well governed England as to enamour the English people of their rule.
For the recent cry of "Red Tape" there were substantial grounds--dead yet
speaking witnesses to which rot in far-off Russian graves. Nor has the
English Government blundered only in carrying on war; it has done worse
before now, in impiously invoking it. Not to be forgotten either, by
political economists especially, is the way state patronage is
dispensed--forming a "gigantic system of out-door relief for the
aristocracy." But the vigorous intellect of the great Anglo-Saxon
race has found a cure for as great ills as these ere this; and the will of
English nation has not grown weaker in these latter days, thanks rather to
the wealth of its nature than to the honesty of its rulers. So much
corruption has just been discovered in the electoral body that men cry
aloud now for penal enactments against it. A far simpler remedy
would be to make it impossible. Crœsus
himself could not bribe a whole city even were the best part of the
manhood in it not pure enough to be honest, or brave enough to be
independent. Exceptional exposures like those of Gloucester and
Wakefield show only that the briber is there checkmated by the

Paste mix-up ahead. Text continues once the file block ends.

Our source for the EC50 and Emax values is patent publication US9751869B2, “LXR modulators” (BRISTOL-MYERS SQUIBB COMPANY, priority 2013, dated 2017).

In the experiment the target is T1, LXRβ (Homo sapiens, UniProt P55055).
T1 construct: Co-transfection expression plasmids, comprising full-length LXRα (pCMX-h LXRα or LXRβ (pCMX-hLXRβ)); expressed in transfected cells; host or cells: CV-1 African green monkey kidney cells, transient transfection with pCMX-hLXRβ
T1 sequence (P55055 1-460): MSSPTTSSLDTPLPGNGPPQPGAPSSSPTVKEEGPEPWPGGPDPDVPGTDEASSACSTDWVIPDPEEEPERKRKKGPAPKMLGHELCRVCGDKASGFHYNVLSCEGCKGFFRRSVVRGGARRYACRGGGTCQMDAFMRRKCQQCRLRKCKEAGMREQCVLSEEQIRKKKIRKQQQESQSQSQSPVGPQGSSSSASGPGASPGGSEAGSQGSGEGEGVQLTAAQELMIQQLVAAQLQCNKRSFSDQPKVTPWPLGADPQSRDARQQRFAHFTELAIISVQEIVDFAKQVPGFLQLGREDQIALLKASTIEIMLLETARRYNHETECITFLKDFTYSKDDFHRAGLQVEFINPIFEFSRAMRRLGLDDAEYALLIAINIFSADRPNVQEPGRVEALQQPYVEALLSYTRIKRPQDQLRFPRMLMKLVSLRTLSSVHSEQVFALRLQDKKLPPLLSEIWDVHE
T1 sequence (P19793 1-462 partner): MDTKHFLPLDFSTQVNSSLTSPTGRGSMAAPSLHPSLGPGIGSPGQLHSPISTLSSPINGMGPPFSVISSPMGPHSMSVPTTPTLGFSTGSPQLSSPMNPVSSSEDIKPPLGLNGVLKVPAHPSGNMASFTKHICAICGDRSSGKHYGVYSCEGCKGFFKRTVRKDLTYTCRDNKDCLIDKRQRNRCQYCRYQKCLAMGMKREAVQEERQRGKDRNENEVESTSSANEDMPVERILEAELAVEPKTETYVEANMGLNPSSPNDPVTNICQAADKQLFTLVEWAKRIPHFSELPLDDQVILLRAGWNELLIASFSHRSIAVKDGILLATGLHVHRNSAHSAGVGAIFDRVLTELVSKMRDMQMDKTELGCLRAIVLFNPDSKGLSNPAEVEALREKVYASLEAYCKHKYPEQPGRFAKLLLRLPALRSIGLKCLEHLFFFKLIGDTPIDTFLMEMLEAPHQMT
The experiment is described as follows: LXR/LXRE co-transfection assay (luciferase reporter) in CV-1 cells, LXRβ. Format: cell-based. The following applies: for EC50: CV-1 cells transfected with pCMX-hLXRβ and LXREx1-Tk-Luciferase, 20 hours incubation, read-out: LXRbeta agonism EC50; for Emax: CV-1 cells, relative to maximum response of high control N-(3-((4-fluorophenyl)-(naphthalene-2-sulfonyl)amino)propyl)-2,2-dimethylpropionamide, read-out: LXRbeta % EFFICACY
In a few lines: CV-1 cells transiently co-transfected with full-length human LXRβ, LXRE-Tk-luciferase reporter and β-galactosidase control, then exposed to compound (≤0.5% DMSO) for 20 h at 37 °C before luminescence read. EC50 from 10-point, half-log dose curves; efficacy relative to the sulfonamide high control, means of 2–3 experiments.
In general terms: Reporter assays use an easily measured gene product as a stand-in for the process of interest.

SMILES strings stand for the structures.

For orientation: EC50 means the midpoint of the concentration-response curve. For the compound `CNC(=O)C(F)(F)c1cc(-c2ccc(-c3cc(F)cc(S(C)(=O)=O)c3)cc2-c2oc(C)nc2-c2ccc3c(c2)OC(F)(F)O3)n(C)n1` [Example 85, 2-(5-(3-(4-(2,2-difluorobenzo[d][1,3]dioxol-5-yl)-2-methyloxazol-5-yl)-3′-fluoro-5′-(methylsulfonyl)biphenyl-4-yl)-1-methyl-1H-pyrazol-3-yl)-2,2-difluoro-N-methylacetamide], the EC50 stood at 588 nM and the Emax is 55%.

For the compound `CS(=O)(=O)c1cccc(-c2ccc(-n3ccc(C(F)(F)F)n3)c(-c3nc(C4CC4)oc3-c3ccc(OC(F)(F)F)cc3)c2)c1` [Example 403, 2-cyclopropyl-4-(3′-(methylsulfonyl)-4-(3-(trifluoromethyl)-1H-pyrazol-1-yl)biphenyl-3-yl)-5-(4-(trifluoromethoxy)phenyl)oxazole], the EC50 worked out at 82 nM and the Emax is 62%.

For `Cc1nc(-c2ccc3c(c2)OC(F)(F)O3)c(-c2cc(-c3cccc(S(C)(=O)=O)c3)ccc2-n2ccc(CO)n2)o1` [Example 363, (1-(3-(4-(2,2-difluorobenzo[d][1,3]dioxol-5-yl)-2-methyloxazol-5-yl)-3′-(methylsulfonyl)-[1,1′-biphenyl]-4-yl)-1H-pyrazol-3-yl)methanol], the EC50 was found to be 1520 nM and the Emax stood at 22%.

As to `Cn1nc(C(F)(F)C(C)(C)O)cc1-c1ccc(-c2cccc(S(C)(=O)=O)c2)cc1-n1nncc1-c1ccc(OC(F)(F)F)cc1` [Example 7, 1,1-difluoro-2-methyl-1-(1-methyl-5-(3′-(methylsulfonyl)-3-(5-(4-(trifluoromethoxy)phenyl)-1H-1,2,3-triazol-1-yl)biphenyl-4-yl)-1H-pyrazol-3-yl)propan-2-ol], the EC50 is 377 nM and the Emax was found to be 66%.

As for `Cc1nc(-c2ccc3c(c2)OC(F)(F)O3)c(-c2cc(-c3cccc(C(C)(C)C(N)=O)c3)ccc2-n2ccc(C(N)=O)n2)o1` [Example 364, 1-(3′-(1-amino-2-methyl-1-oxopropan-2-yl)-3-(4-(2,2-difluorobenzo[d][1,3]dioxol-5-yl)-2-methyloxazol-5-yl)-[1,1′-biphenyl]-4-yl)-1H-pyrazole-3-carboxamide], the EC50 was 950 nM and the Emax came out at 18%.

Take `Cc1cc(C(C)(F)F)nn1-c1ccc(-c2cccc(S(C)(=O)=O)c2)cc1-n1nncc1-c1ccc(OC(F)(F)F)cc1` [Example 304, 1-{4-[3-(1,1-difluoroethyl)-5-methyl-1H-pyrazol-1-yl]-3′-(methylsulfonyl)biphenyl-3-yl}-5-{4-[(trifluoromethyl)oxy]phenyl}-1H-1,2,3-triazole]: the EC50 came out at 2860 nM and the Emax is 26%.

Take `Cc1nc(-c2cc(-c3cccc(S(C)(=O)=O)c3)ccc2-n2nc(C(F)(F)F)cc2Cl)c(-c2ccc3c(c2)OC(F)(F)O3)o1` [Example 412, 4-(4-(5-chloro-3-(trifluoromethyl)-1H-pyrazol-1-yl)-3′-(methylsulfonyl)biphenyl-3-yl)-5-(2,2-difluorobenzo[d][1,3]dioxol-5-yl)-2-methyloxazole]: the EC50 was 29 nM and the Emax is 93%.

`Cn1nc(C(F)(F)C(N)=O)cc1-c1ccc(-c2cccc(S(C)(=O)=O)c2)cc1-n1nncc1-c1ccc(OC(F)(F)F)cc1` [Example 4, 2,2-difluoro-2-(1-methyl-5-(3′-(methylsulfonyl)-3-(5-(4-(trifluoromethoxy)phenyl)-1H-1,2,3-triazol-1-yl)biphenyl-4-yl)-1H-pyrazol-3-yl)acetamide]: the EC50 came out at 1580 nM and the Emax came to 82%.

law—not that the law meets him everywhere; and indeed constituencies as
corrupt as either are to be met with on all side of us; but the briber
would checkmate himself with constituencies broad and as virtuous as
Manhood Suffrage would make them.
No one in our day will expect, in an argument for Complete
Suffrage, a pretty word-picture of the Arcadia such a suffrage will result
in, with all the usual accessories of happy valleys and pleasures in
plenty. Men have grown out of that mode of agitation which induced
the ironical cry of "Universal suffrage to-day, and roast goose
to-morrow." The first requirement is to do justice, and that
assuredly will have advantages; but the point now is to cultivate
right-doing for its own sake. The laws, however, will be obeyed more
intelligently and joyfully by men who share in the making of them than by
men who are ignorant of their purport and have no power to remedy their